What you need to know
Urban and regional planners develop land use plans and programs that help create communities, accommodate population growth and revitalize physical facilities in towns, cities, counties, and metropolitan areas.
Most urban and regional planners work full time during normal business hours, and some may work evenings or weekends to attend meetings with officials, planning commissions, and neighborhood groups.
Some of the things an urban and regional planner might do:
- Meet with public officials, developers, and the public regarding development plans and land use
- Administer government plans or policies affecting land use
- Gather and analyze data from market research, censuses, and economic and environmental studies
- Conduct field investigations to analyze factors affecting community development and decline, including land use
- Review site plans submitted by developers
- Assess the feasibility of proposals and identify needed changes
- Recommend whether proposals should be approved or denied
- Present projects to communities, planning officials, and planning commissions
- Stay current on zoning and building codes, environmental regulations, and other legal issues
- Analytical skills: Urban and regional planners analyze information and data from a variety of sources, such as market research studies, censuses, and environmental impact studies. They use statistical techniques and technologies such as Geographic Information Systems (GIS) in their analyses to determine the significance of the data.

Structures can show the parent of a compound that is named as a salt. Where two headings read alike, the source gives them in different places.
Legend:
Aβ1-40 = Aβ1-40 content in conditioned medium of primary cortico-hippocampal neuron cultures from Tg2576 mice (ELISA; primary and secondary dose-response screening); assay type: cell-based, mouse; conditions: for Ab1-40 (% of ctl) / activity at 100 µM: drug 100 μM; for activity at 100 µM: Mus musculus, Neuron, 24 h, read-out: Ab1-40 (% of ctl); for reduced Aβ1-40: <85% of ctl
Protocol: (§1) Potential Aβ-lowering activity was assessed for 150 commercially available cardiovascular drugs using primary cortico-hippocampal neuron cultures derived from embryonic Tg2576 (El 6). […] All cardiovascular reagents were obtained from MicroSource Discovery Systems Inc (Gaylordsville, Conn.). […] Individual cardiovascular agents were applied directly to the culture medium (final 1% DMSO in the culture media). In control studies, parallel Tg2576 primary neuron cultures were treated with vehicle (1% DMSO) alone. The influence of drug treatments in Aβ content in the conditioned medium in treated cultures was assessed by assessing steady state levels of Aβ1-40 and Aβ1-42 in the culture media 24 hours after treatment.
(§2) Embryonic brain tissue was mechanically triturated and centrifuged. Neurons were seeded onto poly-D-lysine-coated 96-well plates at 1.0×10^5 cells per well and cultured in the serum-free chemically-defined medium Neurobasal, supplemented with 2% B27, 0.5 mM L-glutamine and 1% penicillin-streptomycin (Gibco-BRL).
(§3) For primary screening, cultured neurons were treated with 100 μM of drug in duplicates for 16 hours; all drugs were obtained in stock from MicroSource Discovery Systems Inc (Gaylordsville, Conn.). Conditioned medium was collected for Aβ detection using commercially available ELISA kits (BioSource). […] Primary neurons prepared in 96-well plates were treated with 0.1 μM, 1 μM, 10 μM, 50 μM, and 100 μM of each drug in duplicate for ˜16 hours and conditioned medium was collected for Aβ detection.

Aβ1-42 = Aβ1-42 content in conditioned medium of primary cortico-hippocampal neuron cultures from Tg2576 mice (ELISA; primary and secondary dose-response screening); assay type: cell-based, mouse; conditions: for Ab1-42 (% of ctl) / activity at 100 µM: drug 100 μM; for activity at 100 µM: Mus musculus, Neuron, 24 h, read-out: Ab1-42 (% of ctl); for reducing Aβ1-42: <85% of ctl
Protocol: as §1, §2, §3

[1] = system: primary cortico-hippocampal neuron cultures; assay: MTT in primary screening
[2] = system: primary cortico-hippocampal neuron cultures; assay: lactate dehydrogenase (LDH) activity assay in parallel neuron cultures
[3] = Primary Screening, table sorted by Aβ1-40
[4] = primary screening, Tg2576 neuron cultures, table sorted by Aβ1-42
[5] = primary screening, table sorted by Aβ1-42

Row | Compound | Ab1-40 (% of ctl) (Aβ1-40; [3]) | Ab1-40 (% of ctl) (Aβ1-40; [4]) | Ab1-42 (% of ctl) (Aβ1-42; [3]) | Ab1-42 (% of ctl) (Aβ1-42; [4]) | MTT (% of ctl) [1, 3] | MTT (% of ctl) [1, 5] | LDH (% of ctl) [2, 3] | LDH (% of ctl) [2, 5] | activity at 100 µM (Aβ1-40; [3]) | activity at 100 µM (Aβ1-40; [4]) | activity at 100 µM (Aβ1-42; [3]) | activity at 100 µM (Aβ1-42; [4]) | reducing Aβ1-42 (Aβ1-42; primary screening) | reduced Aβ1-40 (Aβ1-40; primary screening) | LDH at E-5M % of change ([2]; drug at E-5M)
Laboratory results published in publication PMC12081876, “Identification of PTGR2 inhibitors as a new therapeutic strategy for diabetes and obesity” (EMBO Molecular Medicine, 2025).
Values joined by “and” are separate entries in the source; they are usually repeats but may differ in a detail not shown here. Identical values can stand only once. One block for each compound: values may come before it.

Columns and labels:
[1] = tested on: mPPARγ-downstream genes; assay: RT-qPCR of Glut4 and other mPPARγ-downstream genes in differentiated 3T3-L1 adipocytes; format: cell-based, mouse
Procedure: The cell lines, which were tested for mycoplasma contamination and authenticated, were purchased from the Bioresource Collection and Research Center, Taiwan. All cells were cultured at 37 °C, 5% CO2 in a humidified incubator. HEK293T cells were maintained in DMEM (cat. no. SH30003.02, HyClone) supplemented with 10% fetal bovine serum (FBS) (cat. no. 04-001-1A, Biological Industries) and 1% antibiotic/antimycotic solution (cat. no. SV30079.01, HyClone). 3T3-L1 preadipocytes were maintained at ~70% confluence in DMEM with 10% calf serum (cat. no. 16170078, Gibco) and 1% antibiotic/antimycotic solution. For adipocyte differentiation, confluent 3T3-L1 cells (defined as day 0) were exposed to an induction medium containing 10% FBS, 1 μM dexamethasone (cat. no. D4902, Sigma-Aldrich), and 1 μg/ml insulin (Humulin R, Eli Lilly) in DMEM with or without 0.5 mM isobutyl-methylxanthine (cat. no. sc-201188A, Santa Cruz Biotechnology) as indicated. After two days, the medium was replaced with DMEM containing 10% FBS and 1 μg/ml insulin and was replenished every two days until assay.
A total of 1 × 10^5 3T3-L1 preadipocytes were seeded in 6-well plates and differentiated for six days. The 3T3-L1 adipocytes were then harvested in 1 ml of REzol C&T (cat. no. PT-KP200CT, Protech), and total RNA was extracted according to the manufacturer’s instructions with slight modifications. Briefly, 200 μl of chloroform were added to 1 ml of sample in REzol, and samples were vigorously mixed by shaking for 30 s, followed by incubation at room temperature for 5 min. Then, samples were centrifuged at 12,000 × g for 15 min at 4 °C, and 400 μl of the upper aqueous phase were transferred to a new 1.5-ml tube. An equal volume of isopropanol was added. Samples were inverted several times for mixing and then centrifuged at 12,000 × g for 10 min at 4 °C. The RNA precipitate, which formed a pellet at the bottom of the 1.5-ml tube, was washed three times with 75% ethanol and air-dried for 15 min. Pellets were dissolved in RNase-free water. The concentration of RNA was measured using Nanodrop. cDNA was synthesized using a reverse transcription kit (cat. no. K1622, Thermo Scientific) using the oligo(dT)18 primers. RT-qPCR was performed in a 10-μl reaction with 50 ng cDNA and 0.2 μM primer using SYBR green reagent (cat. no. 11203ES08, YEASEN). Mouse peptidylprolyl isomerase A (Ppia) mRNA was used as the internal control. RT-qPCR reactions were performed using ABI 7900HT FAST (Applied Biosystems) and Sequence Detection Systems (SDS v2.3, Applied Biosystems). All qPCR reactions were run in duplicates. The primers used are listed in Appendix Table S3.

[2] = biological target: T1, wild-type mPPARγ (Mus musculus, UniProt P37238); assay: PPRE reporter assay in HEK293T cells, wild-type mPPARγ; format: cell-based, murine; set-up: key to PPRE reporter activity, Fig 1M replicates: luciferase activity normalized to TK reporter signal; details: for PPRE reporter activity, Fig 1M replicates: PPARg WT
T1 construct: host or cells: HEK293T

- Communication skills: Urban and regional planners must be able to communicate clearly and effectively because they interact with colleagues and stakeholders, prepare research reports, give presentations, and meet with a wide variety of audiences, including public officials, interest groups, and community members.
- Decision-Making skills: Urban and regional planners must weigh all possible planning options and combine analysis, creativity, and realism to choose the appropriate action or plan.
- Leadership skills: Urban and regional planners must be able to manage projects, which may include overseeing tasks and planning assignments.
The average pay for urban and regional planners in the United States ranges from $46,830 to $118,280 as of May 2020.
The specific pay depends on factors such as level of experience, education and training, geographic location, and specific industry.
Employment of urban and regional planners is projected to grow 11 percent from 2019 to 2029, much faster than the average for all occupations.
Within cities, urban planners will be needed to develop revitalization projects and address issues associated with population growth, environmental degradation, the movement of people and goods, and resource scarcity.
Similarly, suburban areas and municipalities will need planners to address the challenges associated with population changes, including housing needs and transportation systems covering larger areas with less population density.
Most urban and regional planners have a master’s degree from an accredited urban or regional planning program. Candidates with a bachelor’s degree typically need work experience in planning, public policy, or a related field.
Master’s degree programs accept students with a wide range of undergraduate backgrounds. However, many candidates who enter these programs have a bachelor’s degree in economics, geography, political science, or environmental design.
Discover some of the courses you will take pursuing a degree in Urban and Regional Planning.